• If you are pro-cycling and anti-car, you are voting "Yes" to keep cars on the road. If you vote "Yes" sit out the next Critical Mass event because you don't really believe in the cause.
  • If you are pro-heritage, you are voting "Yes" to tear down a world famous artifact of bridge engineering.
  • If you are pro-rail, you are voting to keep light rail out of the downtown core until 2110. What? You hate light rail that much? Do you work for Exxon? Are you hoping we invent teleporters?
  • You are hoping that the Bay St. Bridge is okay and handles the capacity during bridge construction, despite the fact that the city hasn't planned for this.
  • You are hoping that this unproven design lasts 100 years-- though no other parallel to it has stood up for 100 years yet.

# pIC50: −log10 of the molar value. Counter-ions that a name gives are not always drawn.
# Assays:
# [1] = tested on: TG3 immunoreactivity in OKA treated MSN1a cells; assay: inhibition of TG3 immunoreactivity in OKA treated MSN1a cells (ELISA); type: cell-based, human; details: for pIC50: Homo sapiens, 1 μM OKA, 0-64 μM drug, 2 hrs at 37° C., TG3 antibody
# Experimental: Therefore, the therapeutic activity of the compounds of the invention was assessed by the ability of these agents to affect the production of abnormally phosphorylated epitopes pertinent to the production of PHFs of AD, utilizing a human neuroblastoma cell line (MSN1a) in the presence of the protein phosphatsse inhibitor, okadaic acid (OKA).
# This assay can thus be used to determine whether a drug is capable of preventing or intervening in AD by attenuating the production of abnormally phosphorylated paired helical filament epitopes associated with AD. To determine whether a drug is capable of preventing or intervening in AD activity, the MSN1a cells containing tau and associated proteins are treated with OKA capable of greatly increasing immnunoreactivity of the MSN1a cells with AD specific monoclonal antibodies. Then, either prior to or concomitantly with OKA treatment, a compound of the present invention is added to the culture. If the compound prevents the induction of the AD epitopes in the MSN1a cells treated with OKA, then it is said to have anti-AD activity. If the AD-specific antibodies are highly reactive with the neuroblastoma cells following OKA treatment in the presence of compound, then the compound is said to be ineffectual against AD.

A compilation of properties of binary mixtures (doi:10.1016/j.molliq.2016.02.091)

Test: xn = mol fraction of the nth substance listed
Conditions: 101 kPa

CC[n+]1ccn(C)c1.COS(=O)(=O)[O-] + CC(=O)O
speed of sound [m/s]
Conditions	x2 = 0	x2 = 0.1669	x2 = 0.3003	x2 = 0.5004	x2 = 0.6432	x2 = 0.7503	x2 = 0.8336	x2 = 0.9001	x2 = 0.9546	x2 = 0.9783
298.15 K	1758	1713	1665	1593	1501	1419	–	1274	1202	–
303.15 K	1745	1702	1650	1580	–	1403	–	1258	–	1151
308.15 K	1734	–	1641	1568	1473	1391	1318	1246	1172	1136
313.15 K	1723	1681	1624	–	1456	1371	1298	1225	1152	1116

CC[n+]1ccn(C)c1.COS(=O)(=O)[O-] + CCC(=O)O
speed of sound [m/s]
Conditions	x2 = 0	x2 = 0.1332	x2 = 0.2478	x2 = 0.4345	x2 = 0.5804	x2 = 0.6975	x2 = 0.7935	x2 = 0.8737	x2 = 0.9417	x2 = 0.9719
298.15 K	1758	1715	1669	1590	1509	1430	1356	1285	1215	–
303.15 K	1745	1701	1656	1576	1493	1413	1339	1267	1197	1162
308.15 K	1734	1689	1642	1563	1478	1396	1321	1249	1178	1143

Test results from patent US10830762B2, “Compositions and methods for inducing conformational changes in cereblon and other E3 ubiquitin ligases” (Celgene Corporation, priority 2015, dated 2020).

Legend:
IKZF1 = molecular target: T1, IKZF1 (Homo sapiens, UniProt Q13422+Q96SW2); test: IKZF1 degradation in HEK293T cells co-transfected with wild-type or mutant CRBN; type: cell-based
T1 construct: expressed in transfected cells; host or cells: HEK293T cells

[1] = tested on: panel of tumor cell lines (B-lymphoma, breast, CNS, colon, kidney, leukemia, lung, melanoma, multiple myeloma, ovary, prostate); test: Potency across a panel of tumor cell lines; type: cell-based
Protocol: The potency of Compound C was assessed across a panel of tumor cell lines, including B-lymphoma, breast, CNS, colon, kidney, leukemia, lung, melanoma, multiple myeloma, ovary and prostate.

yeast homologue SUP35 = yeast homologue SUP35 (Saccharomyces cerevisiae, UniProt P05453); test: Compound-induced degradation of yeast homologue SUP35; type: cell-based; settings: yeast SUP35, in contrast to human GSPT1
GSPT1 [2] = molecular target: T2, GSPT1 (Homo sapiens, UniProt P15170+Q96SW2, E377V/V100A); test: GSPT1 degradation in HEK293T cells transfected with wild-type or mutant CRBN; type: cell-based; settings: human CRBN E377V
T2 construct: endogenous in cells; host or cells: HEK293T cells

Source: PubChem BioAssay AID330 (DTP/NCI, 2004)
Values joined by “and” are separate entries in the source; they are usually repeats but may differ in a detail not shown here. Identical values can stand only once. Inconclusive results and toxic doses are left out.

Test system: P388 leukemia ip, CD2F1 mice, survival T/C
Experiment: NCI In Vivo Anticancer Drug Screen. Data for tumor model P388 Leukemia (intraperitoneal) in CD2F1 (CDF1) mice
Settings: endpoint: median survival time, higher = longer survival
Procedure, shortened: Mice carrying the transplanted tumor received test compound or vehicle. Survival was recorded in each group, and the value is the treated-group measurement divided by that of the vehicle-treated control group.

• If you are in favour of replacing instead of repairing, remember your mindset at the next election. Vote to replace all of the positions on council with new councilors. New is better, right?
  • You should vote yes because of all of the money you, as a taxpayer, spent on pushing the Yes vote.

Sunday, November 14, 2010

Yes: Victoria is Bridge Happy

Victoria is bridge happy. In its 150 years (since the Fort Victoria days), we've gone through 4 downtown bridges. Two (Johnson St. and Point Ellice) are still standing. One bridge is critical for our infrastructure (the Point Ellice Bridge aka Bay Street Bridge) and we're not talking about it. The Bay St. Bridge funnels natural gas, electrical, communications and industrial traffic. Johnson Street Bridge is the kitschy bridge that can rise or lower. It funnels traffic between the low-rent part of town and the downtown core. With one bridge key to the functionality of our city and one that's visible when you're a tourist-- we're zeroing in on the Blue Bridge.